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What's New in Harwich and the Surrounding Area

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By: William F. Galvin, Cape Cod Chronicle

HARWICH — The pet cemetery project was put to rest Tuesday after town meeting voters approved a petitioned article that took the 2.25 acre parcel out from under the jurisdiction of the cemetery commission and returned it to the board of selectmen for general municipal purposes.

The cemetery commission had a hard night, with voters also rejecting an article that would establish a revolving fund that would have allowed revenues from the sale of lots in the pet burial ground to be used in the maintenance, improvements and support of the facility.

A third article seeking $131,000 to provide funds to complete the construction of the pet cemetery and to reimburse the general fund $70,280 for funds already spent on improvements made to the site was also overwhelmingly defeated.

It took voters five and a half hours Tuesday to work through the 44 articles remaining on the annual warrant, approving, among others, measures seeking use of town-owned land for affordable housing and banning single-use plastic bottles by the town.

Tom Birch was the lead petitioner on the article seeking to return jurisdiction of the property to the board of selectmen. He said the project was never handled properly, calling it a “solution looking for a problem.” Birch argued the property in the town's industrial zone along Queen Anne Road is worth more than $1 million.

“They wanted to take this extremely value property and turn it into an expense,” Birch said of cemetery commission plans for the pet cemetery.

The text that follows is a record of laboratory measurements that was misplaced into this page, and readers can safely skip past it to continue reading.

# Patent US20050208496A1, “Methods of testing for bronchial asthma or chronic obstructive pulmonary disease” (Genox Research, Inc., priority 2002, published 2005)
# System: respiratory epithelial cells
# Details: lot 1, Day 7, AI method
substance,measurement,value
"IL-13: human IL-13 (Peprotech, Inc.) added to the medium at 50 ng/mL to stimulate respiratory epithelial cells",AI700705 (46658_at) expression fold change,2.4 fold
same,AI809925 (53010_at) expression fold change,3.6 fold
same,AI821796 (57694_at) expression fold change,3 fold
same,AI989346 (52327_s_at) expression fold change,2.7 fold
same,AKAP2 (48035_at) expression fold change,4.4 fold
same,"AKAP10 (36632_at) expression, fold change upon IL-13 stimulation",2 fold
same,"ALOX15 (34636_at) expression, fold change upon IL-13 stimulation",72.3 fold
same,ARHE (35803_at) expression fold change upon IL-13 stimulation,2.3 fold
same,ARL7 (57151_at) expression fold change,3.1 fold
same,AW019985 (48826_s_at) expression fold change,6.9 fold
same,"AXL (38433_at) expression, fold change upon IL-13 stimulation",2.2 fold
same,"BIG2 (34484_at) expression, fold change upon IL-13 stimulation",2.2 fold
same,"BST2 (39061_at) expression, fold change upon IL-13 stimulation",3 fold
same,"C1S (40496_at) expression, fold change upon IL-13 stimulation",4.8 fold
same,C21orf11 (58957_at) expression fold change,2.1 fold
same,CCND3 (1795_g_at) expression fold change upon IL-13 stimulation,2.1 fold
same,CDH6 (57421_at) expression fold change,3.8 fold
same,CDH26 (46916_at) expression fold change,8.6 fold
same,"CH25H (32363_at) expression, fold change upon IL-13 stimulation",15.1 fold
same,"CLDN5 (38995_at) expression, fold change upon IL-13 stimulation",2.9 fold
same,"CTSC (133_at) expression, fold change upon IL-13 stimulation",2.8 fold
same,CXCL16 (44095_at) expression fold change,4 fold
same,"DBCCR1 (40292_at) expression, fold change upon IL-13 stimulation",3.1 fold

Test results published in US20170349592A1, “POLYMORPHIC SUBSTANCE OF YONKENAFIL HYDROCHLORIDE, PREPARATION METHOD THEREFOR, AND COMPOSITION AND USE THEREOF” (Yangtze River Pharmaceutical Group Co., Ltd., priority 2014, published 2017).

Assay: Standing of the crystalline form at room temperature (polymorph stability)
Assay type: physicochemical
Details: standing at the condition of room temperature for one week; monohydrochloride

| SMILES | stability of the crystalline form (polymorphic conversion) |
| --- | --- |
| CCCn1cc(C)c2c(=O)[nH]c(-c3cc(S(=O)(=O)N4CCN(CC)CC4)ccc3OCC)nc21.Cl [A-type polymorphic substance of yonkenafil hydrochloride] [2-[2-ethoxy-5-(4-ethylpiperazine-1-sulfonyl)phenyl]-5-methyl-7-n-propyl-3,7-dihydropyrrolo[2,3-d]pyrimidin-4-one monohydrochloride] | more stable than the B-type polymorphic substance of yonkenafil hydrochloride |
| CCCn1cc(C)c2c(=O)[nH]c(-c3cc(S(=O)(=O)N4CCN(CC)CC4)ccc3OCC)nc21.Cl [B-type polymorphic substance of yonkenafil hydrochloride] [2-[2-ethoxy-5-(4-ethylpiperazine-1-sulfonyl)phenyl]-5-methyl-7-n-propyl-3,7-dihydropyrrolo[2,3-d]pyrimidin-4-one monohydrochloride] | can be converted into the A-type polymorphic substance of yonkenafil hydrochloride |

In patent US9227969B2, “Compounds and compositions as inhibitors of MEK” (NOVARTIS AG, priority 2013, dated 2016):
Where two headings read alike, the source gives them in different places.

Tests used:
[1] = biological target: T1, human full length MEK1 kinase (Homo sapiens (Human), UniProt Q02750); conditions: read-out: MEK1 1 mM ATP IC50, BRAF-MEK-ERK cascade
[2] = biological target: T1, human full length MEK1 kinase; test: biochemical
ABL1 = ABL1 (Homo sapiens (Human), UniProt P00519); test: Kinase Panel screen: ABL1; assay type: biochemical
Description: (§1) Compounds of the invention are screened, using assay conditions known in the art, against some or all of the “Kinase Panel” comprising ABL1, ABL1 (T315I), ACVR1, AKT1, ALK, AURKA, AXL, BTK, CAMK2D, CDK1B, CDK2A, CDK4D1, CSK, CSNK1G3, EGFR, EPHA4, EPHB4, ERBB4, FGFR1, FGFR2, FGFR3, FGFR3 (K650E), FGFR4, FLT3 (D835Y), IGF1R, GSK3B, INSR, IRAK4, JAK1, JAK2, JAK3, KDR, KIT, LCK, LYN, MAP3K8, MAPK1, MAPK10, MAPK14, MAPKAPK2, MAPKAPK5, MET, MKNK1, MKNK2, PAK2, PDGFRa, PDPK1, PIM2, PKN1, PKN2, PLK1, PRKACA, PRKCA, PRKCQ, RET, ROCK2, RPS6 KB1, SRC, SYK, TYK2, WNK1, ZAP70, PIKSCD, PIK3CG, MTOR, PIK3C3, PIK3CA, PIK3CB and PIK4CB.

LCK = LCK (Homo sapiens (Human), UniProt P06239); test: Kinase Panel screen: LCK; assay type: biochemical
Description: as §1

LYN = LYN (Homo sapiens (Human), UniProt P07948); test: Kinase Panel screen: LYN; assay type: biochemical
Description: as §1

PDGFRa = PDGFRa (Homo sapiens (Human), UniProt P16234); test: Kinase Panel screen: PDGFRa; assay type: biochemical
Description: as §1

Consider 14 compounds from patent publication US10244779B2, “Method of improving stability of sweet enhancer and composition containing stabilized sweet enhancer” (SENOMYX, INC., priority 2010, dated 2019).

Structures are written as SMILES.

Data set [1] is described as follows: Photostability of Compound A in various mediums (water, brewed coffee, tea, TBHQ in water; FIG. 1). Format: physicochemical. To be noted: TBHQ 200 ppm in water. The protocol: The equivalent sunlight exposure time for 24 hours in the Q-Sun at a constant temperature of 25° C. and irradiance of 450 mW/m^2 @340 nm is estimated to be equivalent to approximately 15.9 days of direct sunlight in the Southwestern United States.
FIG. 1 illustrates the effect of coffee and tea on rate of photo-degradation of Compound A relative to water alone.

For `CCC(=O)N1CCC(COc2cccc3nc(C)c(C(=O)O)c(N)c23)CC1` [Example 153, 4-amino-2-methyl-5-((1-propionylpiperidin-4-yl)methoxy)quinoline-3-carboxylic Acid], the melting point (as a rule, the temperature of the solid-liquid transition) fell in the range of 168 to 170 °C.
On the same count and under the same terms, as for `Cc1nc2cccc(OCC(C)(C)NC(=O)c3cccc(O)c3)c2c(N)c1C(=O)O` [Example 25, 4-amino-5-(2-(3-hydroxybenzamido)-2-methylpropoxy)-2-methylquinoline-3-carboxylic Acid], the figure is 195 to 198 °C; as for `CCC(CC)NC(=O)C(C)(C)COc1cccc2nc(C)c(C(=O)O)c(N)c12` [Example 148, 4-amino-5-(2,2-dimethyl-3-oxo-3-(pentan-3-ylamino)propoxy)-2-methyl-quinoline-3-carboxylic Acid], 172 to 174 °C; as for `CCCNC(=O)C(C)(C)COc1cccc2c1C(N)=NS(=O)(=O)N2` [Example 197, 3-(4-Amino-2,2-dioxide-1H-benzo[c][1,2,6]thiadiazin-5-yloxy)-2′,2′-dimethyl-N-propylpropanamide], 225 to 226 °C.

Cemetery Administrator Robbin Kelley said that there is the potential for 10,550 cremation lots with additional green space pathways, which could provide even more lots. She said lot sales could generate $1 million if sold to residents and as much as $2 million if sold to nonresidents.

Gary Conroy said a pet cemetery should be left to the private sector, not town government. Brian Paradee also took issue with the proposal, stating a financial analysis was never done and no business plan provided for the project. He said it would take 19 years for the burial ground to generate the $131,000 sought to complete the work and 138 years to generate $1 million.

While the petitioned article as approve allows the jurisdiction to be returned to selectmen, Town Counsel Amy Kwesell said before that can happen the cemetery commission must first vote to declare the parcel as surplus land.

Voters agreed to use $340,000 in Community Preservation Act funds for the Affordable Housing Trust to create and preserve affordable housing in town. The appropriation includes the use of $30,000 to fund a part-time housing coordinator position.

The trust was also looking for the approval of several parcels of land to develop affordable housing. Voters agreed to transfer land into the care and custody of the trust, but in the article identifying the parcels, the motion deleted the The Albro House property, a 1.38-acre parcel to the west side of town hall.

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